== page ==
Hacking, Security & Privacy News - Page 6
Anonymous has continued its hacking crusade against Russian institutions in response to the country's invasion of Ukraine.
On February 25th, the Anonymous collective posted to its Twitter account that it "is officially in a cyber war against the Russian government." Since then, it has claimed to have hacked the Central Bank of Russia, and now claims to have gained access to CCTV within the Kremlin itself.
Posted on April 6th, the surveillance footage has yet to be independently verified, but allegedly shows Russian officials working inside the Kremlin. Hackers operating on behalf of Anonymous, using the Twitter handle @Thblckrbbtworld was quoted saying "we won't stop until we reveal all of your secrets. You won't be able to stop us. Now we're inside the castle, Kremlin."
The Federal Communications Commission (FCC) has announced that Kaspersky anti-virus software is a "national security threat".
The announcement from the US regulator comes only weeks after Germany's Federal Office for Information Security advised all citizens to avoid downloading and installing Kaspersky as the regulator found doubt in the "reliability of the manufacturer." Relatively the same statements have echoed from the FCC, that have now added Kaspersky to its list of "communications equipment and services that pose an unacceptable risk to national security".
When Germany advised against Kaspersky, the anti-virus company responded by denying any ties to the Russian government or any other government and that the decision made by Germany's cybersecurity agency was politically charged and wasn't based on a technical analysis of Kaspersky's products. Kaspersky is a Russian multinational cybersecurity and anti-virus firm that has its corporate headquarters in Moscow and operates a holdings company in the United Kingdom.
The Central Bank of the Russian Federation, or the Central Bank of Russia has reportedly been hacked by the international hacking collective Anonymous.
The Anonymous TV Twitter account took announced on March 24 that the Anonymous collective has "hacked the Central Bank of Russia" and has taken control of 35,000 files that contain "secret agreements". The Twitter post states that Anonymous will be releasing the large quantity of files in 48 hours, but didn't mention what the contents of the documents.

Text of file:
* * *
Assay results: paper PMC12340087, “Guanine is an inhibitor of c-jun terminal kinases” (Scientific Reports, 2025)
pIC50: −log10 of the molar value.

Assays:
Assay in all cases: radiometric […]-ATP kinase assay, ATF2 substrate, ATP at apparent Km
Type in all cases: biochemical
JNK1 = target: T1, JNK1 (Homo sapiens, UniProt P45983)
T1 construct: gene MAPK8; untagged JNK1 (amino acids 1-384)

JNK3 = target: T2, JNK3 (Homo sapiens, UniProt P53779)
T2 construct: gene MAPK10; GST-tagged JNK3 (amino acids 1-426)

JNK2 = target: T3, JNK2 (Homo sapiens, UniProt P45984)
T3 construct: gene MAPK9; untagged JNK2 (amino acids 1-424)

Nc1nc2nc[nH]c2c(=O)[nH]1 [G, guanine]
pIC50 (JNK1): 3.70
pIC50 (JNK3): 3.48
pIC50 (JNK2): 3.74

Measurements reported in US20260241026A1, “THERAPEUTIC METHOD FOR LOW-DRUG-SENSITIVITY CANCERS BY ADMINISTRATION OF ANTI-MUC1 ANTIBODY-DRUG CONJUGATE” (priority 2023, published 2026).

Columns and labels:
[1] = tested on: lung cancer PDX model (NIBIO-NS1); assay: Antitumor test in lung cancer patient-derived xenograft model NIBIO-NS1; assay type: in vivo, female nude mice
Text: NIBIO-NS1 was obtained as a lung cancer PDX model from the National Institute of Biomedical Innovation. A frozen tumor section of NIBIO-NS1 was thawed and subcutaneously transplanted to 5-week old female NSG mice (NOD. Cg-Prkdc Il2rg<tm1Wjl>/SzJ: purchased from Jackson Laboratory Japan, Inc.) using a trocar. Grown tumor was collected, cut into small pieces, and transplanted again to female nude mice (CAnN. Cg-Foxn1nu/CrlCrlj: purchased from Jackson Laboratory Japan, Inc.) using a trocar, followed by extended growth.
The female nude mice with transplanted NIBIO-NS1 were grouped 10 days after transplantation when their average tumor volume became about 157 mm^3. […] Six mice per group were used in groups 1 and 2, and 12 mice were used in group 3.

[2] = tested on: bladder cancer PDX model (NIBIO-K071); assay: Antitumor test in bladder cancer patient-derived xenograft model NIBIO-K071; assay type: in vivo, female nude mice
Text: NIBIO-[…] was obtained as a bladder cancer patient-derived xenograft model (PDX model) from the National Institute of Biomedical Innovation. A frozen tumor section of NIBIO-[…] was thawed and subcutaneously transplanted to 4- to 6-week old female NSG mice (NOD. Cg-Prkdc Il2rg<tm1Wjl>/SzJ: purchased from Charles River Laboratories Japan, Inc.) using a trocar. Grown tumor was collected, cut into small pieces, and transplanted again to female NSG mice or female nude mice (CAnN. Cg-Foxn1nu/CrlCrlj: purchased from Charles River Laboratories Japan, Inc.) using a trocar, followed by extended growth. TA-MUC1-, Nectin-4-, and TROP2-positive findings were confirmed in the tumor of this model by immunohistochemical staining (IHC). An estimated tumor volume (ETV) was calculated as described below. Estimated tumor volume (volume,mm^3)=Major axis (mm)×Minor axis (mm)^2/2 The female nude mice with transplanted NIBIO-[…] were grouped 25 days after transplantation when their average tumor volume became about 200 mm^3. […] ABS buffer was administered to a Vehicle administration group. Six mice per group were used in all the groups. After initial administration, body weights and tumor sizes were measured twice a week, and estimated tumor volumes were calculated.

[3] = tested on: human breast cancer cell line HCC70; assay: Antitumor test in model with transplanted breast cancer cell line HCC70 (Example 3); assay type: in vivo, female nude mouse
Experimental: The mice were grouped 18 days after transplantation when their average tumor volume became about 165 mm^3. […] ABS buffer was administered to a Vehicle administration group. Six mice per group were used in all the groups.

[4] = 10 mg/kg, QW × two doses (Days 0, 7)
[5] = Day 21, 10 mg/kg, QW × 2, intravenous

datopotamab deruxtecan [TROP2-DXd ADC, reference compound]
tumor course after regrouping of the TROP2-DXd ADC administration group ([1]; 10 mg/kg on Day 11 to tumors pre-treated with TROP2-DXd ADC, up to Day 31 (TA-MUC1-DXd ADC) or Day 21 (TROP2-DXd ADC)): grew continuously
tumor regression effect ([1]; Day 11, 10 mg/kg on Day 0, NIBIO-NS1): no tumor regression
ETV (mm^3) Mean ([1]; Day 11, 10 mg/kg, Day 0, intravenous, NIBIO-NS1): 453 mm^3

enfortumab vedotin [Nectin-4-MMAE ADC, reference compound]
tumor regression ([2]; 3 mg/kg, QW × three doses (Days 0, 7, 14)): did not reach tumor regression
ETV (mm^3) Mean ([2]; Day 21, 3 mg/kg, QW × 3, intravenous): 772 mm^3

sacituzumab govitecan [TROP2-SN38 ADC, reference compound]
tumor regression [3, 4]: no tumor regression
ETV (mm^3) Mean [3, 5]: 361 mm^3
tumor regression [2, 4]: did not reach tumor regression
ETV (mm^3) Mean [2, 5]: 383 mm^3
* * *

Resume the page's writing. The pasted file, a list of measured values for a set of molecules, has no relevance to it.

Anonymous announced at the end of February that it would be launching operations against the Russian Federation and that it will be targeting the Russian government. At the beginning of March a hacker group affiliated with Anonymous called "NB65" successfully hacked the Control Center of the Russian Space Agency "Roscosmos" and took control over the Kremlin's own spy satellites. Roscosmos denied claims of its control center being hacked.
Since Putin began his invasion into Ukraine, the Kremlin have been hit with sanctions, essentially removing Russia from the world economy.
Russia's President Vladimir Putin has condemned the sanctions imposed on his country, declaring them "akin to a declaration of war" while also indicating that he wants his revenge for the impact the sanctions have caused. According to Democratic Congressman Jason Crow of Colorado, who is a lawyer, veteran, and serves on the House Armed Services Subcommittee on Cyber, Innovative Technologies, and Information Systems, Putin may turn to one of the only strengths he has left, cyber-warfare.
Crow spoke to Newsweek, where he explained one of the biggest tools that Putin has at his disposal is cyber-warfare and that to seek out his revenge against the sanctions imposed on Russia, he may initiate cyber-attacks on the United States and its allied countries. Crow believes these attacks could be carried out in the "weeks and months ahead" and that "we can expect Putin to come at our financial system and some of our critical infrastructure."
The announcement by Ukraine authorities was made via Telegram where the Security Service of Ukraine (SSU) announced it had detained a "hacker".
According to the Telegram announcement the hacker provided "the occupiers with mobile communications in Ukraine" by sending SMS messages to Ukrainian officials and civil servant officers offering them surrender terms. Additionally, the SSU alleges that this hacker also relayed military commands and instructions to Russian invaders.